large_13765e20-71c2-11ea-9251-6b07ae3a01b9.jpg

While they are known to be opportunist predators, hyenas generally go after abandoned kills. In this case, our female is looking for placentas left on the ground after animals have given birth.

large_26b1c4c0-71c2-11ea-9251-6b07ae3a01b9.jpg

The zebra nearest us is limping badly, and we momentarily get quite concerned for safety, but either the hyena doesn't notice, or she has not got the energy in her at her current state to pursue a potential prey. There is less chance of losing her baby by foraging for leftovers than chasing a large animal.

large_38275f80-71c2-11ea-9251-6b07ae3a01b9.jpg

Marabou Stork

Meanwhile, a Marabou Stork circles above. They too are carrion eaters, so probably looking for placentas too.

large_620a7cb0-71c2-11ea-9251-6b07ae3a01b9.jpg

large_6c1c4e90-71c2-11ea-9251-6b07ae3a01b9.jpg

large_766cd720-71c2-11ea-9251-6b07ae3a01b9.jpg

And an Abdim Stork

large_137f6530-71ca-11ea-b7d8-c97fa34c19c1.jpg

Kori Bustard

Judging by his flamboyant courtship display, this guy doesn't have food on his mind, he is looking to attract a female.

large_5f9531c0-71d4-11ea-bfe5-996b5defd917.jpg

large_692af5d0-71d4-11ea-bfe5-996b5defd917.jpg

Zebra with Young

large_5e53a9b0-71d7-11ea-be99-3b34b88f177d.jpg

large_1bdf1b30-7283-11ea-9393-d134bfa5035b.jpg

large_683543d0-71d7-11ea-be99-3b34b88f177d.jpg

large_723b55e0-71d7-11ea-be99-3b34b88f177d.jpg

large_d3b8a5b0-7282-11ea-9393-d134bfa5035b.jpg

large_fcfc5e80-7296-11ea-b200-636b7acc5977.jpg

This guy seems to have a lot of passengers.

large_524a7f30-71d8-11ea-8303-3359b6ba0a50.jpg

large_e7ebd4a0-7294-11ea-8234-c3133a5d895d.jpg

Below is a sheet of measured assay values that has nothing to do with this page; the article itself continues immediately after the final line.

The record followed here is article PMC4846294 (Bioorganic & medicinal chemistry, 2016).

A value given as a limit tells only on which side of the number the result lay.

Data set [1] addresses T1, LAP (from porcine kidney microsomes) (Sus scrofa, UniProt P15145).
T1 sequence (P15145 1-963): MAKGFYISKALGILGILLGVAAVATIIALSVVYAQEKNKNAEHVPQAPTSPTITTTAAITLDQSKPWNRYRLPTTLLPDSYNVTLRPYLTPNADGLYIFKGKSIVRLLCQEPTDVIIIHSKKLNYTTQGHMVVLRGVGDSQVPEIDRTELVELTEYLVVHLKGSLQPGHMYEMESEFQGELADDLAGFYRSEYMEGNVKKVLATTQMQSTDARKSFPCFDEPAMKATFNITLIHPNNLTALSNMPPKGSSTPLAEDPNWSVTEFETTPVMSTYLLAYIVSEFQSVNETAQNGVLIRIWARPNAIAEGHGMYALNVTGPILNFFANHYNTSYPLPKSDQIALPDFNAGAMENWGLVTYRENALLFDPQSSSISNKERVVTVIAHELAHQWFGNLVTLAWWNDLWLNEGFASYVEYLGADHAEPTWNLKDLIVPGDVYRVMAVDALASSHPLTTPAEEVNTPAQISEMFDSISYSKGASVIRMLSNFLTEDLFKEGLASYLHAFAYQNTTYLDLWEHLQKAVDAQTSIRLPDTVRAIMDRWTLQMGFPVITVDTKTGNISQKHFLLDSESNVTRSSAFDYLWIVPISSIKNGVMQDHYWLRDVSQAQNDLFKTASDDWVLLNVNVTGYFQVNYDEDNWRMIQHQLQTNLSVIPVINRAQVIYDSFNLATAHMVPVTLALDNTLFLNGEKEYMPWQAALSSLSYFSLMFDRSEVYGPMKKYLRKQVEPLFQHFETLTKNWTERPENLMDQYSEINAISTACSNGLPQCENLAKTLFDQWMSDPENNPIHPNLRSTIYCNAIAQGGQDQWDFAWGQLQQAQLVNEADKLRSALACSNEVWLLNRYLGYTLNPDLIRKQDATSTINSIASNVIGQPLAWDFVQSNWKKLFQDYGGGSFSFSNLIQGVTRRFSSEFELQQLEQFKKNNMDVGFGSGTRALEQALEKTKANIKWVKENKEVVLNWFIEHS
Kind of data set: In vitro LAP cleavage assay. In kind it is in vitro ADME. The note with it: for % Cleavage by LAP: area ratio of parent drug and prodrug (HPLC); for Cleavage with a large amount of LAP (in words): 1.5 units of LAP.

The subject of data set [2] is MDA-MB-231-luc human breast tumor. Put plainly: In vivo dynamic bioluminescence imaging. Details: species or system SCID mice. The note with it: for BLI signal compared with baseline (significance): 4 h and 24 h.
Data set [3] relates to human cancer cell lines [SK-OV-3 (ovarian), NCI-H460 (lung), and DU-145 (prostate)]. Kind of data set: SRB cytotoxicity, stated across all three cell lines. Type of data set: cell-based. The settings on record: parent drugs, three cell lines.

large_f04f87c0-71d8-11ea-8303-3359b6ba0a50.jpg
Wattled Starlinsg

Black Headed Heron

large_11453fb0-72a6-11ea-9d3a-b1327eb44f65.jpg

Far in the distance we see him stalking something on the ground, then dip down and reappear with a snake in his beak!

large_93d22570-72c8-11ea-bafa-9197cc67e87d.jpg

For the next ten minutes we watch the battle of wits between the still-live snake and the hungry bird.

large_a082be10-72c8-11ea-bafa-9197cc67e87d.jpg

large_ab07eb30-72c8-11ea-bafa-9197cc67e87d.jpg

It is a tough flight. The snake keeps trying to slither out of the heron's mouth but obviously the heron gets the better of it.

large_b782f4e0-72c8-11ea-bafa-9197cc67e87d.jpg

While trying to re-arrange the snake within his beak, he drops it at one stage, but is very quick at picking it up again.

large_c6954b40-72c8-11ea-bafa-9197cc67e87d.jpg

large_d2c960e0-72c8-11ea-bafa-9197cc67e87d.jpg

We are fascinated by the spectacle unfolding before us - this surely has to be today's highlight!

Knob Billed Duck

As we are watching the heron, Malisa calls out to alert us to a Knob Billed Duck flying overhead. I grab my other camera (I have been using Big Bertha for the heron, but find that too heavy and cumbersome for birds in flight), but by the time I get myself sorted, it has almost passed us over.

large_4f51b0b0-72cc-11ea-a728-8b721afb0176.jpg

Wildebeests